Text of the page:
000. None of these bills were enacted into
--' "J i uiM? 01vUongreee a
board of engineers, organized under an act
Congress, and composed of three ofler
the corps of engineers, one assistan nlt
States coast survey, and three civil eng
recommended the application of jetties t t
South Pass as less costly than the buld
and maintenance of a canaL The applila
of jetties to the Southwest Pass they r
would be more costly than the canaL
this recommendation a contract with
Eads was entered into by act of Cong.e~s
March 3, 1875, the total sum to be paid
for pbtaining through the South Pass e
nel depth of thirty feet at mean food
being $5,250,000; and for maintaining lttw
years the sum of $100,000 annually--one
lion to be retained as security. The
of construction were begun late in the y
1875, at which time the depth on the t
the bar of the South Pass at low tide
about pight feet; at high tide about atiae
The river began to rise about the flat
January, 1876, and reached its highest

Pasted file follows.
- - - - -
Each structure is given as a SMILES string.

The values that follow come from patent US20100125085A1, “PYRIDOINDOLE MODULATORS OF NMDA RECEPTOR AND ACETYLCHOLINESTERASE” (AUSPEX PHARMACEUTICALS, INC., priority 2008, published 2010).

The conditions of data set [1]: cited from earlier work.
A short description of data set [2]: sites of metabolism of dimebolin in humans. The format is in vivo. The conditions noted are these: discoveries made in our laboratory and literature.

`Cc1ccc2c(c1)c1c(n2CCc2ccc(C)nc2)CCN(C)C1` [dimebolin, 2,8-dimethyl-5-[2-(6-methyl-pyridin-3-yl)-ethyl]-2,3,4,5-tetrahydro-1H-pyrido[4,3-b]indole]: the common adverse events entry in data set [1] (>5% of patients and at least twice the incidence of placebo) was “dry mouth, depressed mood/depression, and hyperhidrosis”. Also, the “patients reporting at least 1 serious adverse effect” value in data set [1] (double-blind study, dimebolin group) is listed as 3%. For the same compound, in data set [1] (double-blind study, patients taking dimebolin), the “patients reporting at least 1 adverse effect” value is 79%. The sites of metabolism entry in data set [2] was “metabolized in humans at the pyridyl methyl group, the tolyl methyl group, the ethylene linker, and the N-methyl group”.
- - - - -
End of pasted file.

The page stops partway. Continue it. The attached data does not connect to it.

that year at New Orleans in the early art
May, when the Carrollton gauy read 1l7
feet, the average flood reading o the river at
that point for 1876 beng 12 feet.
The usual flood reading of the river artar
rollton is above 15 feet. The jump and Cu
bitt's lGap crevasase below New Orleans, bit
above the head of the passes, dIscharged a
large volume of water into the gulf, so that
the maximum discharge into the sea through
the passes that year did not largelyex
the volume of the river when half way be
tween low and high water stages.
The river at New Orleans went down I.
August, 1876, fluctuating somewhat until lo
vember, when It reached the extreme low
stage, remaining in that oonditlon undltl* .
latter part of January, W7, when a brief A
took place which subsided in F , to
river bet g low until the latter part of
when theflood riseB
to iea it saýB g 11~i~